TABOULI

Tabouli in Arabic


Tabouli1




INGREDIENTS FOR TABOULI:
1 bunch - parsley
(regular/curly – Italian flat leaf is a favorite for some; I find its flavor slightly overpowering for this recipe. Use only the leaves as the stems are very fibrous and turn bitter. Always rinse parsley just prior to use.)

Tomatoes - cherry (5-6) or plum (3-4) tomatoes are best, as there is less liquid. Regular tomato (1), remove seeds before processing.
¼ small or medium onion – you pick your favorite.

½ Cucumber (optional) – seeded or use English cucumber. (Peel the cucumber if it’s not organic.) Some people prefer the flavor w/o cucumber – try both & see.

TabouliIngredients

1 clove garlic – peeled, medium-sized.

¼ cup sprouted pine nuts or almonds – See Sprouting Nuts.

2 tbls olive oil – cold-pressed, extra-virgin.

Juice of 1-2 Lemons – some lemons give more juice, so again, Everything is to taste.

Fresh Mint leaves (optional)

Sea salt – to taste

DIRECTIONS FOR TABOULI:
1) -
Place garlic and pine nuts in food processor and process until minced.
2) - Add parsley and mint leaves (a little at a time depending on the size of your food processor) and process until finely chopped. (At this point, if you have a small processor, place chopped ingredients into a bowl to combine all ingredients after they are processed.)
3) - If using cucumber, add at this time and chop.
4) - Add olive oil, lemon juice and tomatoes. Pulse the processor until the tomatoes are chopped.
5) - Salt to taste.
6) - If using mint, finely chop a few fresh mint leaves into the salad just before serving. Mint goes black and bitter after it is cut, so don’t put it into any tabouli you are going to keep for later.

In Lebanon and Syria, where tabouli originated, it is often eaten by scooping it up in Romaine lettuce leaves.

Everything is to taste. Remember, recipes are a guideline, not a rule. If something is crucial to the recipes success, I’ll tell you. Otherwise, personalize it - have fun, mix it up – enjoy!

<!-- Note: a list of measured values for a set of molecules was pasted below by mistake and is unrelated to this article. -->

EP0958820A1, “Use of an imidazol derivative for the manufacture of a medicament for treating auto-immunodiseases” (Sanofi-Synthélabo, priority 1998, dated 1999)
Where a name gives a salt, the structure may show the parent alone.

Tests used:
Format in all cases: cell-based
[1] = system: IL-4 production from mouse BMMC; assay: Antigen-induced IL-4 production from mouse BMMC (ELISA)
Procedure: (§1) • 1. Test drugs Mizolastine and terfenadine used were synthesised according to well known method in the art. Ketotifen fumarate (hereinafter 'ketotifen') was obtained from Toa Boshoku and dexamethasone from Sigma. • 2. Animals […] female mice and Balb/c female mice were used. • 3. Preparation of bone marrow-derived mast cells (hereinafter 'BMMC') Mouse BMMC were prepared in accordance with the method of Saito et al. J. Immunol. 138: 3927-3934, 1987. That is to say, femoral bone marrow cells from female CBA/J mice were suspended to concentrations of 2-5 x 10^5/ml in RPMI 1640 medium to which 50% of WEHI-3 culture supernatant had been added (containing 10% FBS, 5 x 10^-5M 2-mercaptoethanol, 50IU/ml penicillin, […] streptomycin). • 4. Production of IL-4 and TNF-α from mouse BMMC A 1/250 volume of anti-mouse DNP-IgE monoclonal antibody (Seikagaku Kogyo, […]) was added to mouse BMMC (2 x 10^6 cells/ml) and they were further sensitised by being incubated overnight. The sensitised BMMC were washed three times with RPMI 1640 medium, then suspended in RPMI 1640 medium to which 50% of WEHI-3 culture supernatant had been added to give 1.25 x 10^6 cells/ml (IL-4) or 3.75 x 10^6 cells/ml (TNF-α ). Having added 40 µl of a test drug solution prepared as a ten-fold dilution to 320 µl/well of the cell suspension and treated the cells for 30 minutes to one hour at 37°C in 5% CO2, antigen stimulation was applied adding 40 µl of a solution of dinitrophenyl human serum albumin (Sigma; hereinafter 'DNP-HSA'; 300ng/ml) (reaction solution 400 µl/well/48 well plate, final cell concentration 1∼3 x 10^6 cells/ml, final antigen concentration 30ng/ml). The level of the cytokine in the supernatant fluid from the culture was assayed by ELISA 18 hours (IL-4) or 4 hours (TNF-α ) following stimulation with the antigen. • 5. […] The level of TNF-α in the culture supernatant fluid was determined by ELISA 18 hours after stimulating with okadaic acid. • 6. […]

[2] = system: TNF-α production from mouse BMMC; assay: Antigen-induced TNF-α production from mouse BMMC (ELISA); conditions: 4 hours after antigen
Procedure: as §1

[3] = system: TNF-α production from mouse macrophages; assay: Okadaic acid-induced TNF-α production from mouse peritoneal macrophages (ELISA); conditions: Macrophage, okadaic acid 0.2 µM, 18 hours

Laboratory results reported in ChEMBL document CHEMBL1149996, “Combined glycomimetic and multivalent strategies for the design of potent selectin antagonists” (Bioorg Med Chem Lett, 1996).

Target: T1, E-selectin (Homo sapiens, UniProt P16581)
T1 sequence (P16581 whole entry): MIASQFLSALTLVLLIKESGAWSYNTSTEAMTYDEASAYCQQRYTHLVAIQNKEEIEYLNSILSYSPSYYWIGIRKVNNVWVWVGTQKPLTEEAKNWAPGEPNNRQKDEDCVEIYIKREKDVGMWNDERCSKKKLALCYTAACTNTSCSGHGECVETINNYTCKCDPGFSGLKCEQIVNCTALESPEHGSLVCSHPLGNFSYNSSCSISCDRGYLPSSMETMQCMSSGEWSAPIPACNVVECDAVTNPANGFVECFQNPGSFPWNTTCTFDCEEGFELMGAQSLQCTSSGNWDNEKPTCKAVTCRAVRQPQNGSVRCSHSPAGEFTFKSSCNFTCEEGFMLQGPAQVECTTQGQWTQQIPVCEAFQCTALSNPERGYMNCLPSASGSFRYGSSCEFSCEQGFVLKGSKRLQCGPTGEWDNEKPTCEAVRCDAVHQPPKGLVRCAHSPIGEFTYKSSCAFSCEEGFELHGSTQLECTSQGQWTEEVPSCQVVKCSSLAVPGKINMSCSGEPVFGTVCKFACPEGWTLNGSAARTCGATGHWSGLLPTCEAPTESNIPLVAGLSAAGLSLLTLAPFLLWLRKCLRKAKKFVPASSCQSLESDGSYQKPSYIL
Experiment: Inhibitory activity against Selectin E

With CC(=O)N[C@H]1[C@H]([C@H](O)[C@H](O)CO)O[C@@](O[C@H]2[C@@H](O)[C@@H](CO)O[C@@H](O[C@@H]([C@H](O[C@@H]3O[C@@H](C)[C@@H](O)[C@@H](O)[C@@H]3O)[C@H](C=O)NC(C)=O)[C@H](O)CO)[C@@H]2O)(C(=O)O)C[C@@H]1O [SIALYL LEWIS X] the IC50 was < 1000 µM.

TIPS, TRICKS & TECHNIQUES:

Mint
~ Fresh mint goes black & bitter after it’s cut, so always cut it in just prior to serving
Parsley
~ It is important to use fresh parsley. As it yellows, it turns bitter.

Food Processor
~ I travel a lot, so I use a Cuisinart Smart Stick w/ attachments. The chopper attachment is a food processor w/ a 2 cup capacity. This is great for me as I like to make things fresh and usually in small batches. When I make larger batches of recipes, I simply process each ingredient separately and place them all into a mixing bowl as I go. If you often do larger batches, you might prefer a processor with a larger capacity. There are many options available.
~ Not all food processors are the same. Play with yours to figure out what works best. Some can take all ingredients at once and just push the button while others need a little at a time and maybe a good shake to get the ingredients to combine. Don’t be afraid to tap it, shake it, knock it – if it can’t withstand this basic torture, it’s time to upgrade to a better quality unit.

If you don’t have a food processor
~ Everything can be done with a knife. It takes a little longer for some, but now you only have the knife to wash.
~ Make sure you use a good quality, sharp knife or this will be a very frustrating experience.
~ Garlic presses work great, or use the side of your knife blade to smash the garlic before chopping it. This brings out more of the garlic juices, better mixing the flavor with the rest of the ingredients vs. just getting an occasional, intense bite of garlic.


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